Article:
Loading the trailer during the day would require me not to work past dark....Heck I think that is the best idea yet!!:laugh:
 

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the worklights would be on whenever the running lights were on.

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the running lights are on at night anyway. there should be a running light switch in the truck.
 

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the running lights are on at night anyway. there should be a running light switch in the truck.
You don't want the work lights on all the time the running lights are on. The person behind you wouldn't appreciate it when running down the highway in the dark.

Using the center pin would be the best option and would not require modifying any of the trucks wiring factory wiring other than snipping the wire at the plug for the center pin(if it even has one) and running a wire upto the the front and to the wire for the up-fitter switch. Depending on year they are terminated under the dash on the left side near the e-brake. If I remember right two switches are 10amp and two are 20amp. 20amp is plenty for a pair of LED lights and then you wouldn't need to run a relay.

Using the center pin would not interfere with using other trailers. Since its on a switched supply you would just leave it off when towing another trailer. If that trialer has back up lights or an aux charging circuit just turn on as needed.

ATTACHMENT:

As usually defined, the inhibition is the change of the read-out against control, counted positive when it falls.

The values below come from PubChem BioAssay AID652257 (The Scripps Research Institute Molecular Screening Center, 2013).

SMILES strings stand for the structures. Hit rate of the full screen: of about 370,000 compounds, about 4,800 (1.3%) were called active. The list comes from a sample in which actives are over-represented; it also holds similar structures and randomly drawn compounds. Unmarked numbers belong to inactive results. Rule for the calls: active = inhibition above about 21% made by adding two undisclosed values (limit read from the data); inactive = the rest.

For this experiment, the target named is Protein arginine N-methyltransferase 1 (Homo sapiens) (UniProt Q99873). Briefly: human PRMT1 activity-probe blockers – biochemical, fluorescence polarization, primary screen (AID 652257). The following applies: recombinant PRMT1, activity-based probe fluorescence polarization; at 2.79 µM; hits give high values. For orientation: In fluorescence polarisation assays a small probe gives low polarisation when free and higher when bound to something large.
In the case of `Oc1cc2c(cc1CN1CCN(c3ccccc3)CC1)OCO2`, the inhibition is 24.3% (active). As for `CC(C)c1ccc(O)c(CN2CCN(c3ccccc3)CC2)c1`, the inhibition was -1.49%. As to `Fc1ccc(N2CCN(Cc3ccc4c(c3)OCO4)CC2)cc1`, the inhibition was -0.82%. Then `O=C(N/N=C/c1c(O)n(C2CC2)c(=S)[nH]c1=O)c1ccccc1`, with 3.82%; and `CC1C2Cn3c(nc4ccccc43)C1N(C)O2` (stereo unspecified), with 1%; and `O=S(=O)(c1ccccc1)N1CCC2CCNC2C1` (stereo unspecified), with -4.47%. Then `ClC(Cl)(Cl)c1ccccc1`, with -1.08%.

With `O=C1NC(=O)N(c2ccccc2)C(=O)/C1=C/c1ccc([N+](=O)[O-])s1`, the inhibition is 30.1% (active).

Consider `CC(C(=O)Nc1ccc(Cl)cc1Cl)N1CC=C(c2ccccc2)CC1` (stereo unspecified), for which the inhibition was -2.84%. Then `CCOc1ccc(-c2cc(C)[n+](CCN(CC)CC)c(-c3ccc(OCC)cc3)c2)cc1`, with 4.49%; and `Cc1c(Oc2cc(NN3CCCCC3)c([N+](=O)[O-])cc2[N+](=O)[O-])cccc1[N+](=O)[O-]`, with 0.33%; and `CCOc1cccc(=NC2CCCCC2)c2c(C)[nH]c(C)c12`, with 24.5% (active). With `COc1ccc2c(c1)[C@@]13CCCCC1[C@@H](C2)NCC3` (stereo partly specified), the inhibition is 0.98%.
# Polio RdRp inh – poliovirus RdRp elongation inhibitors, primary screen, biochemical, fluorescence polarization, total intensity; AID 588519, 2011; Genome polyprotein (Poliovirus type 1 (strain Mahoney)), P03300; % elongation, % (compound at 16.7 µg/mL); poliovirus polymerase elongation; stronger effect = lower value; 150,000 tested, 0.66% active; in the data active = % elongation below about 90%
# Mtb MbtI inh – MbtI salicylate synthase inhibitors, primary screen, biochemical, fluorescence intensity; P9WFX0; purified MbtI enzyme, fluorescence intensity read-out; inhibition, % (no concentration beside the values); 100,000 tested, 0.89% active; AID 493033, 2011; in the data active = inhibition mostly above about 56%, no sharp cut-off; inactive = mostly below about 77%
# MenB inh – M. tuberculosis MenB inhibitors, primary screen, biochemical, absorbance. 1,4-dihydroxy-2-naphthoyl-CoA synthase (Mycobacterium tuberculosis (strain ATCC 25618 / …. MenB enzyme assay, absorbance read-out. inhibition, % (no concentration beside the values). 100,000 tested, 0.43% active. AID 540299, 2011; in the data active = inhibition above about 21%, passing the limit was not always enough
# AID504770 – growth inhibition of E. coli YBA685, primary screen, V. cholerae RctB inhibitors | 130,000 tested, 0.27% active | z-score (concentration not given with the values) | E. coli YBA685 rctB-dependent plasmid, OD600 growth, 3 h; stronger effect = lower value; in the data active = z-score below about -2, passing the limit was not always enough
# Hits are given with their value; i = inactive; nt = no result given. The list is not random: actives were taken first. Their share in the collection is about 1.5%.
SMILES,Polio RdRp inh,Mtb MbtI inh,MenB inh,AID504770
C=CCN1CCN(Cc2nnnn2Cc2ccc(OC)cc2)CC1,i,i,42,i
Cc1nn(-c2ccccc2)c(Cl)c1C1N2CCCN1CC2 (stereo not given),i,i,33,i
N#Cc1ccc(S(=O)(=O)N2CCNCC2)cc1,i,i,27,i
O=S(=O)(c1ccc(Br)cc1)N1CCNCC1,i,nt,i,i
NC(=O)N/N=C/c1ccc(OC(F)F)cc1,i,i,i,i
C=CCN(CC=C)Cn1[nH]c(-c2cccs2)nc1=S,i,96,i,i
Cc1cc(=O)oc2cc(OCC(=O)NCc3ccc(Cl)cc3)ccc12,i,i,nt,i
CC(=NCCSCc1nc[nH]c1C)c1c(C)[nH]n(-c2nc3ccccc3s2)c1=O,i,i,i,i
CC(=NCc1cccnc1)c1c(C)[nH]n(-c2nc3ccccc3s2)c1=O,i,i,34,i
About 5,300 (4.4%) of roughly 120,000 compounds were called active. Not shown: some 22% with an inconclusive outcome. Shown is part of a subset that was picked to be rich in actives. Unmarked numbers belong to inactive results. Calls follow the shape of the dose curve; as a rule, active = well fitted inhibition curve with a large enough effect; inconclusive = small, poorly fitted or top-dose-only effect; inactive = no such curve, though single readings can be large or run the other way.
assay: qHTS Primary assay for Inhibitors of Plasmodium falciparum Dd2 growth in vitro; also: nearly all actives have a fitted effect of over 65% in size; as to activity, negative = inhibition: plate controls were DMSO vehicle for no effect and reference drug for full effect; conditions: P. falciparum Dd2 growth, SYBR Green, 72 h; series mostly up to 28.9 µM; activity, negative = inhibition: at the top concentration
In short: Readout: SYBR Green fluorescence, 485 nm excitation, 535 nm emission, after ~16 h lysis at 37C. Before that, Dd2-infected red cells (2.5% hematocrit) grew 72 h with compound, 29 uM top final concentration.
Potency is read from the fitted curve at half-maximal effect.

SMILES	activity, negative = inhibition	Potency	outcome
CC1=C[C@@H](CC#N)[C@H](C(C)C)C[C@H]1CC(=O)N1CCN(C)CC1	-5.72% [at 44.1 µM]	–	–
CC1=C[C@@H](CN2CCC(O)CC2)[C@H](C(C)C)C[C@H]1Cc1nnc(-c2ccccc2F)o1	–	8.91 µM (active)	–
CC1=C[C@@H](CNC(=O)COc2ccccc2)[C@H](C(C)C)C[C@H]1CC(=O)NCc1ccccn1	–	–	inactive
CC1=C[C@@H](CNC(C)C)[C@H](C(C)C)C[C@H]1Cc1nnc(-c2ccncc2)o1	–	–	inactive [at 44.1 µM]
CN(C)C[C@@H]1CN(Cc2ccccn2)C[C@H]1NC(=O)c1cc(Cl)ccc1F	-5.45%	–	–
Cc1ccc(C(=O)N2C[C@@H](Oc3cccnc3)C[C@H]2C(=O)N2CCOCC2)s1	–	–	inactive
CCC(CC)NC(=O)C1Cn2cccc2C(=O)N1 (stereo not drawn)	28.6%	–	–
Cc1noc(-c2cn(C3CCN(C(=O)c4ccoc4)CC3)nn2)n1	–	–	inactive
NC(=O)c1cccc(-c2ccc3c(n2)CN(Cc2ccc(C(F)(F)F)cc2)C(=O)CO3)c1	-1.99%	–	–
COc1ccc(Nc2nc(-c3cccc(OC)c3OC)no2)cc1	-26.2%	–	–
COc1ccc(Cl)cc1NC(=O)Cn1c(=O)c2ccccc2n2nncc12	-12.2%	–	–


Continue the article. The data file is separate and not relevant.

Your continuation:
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Discussion Starter #15 (Edited)
I need to check and see if my center pin is back up or AUX power. If it is backup I'm going to go that rout. Sounds like very little modification while achieving desired results. I will let you guys know what I find out tonight.

Do you think I can trust the wife to put it in reverse while I check the plug, and not give into the urge of running me over? :unknown:
 

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the running lights are on at night anyway. there should be a running light switch in the truck.
You don't want the work lights on all the time the running lights are on. The person behind you wouldn't appreciate it when running down the highway in the dark.

Using the center pin would be the best option and would not require modifying any of the trucks wiring factory wiring other than snipping the wire at the plug for the center pin(if it even has one) and running a wire upto the the front and to the wire for the up-fitter switch. Depending on year they are terminated under the dash on the left side near the e-brake. If I remember right two switches are 10amp and two are 20amp. 20amp is plenty for a pair of LED lights and then you wouldn't need to run a relay.

Using the center pin would not interfere with using other trailers. Since its on a switched supply you would just leave it off when towing another trailer. If that trialer has back up lights or an aux charging circuit just turn on as needed.
:banghead::banghead: stupid me! yeah, i guess you would need an extra switch.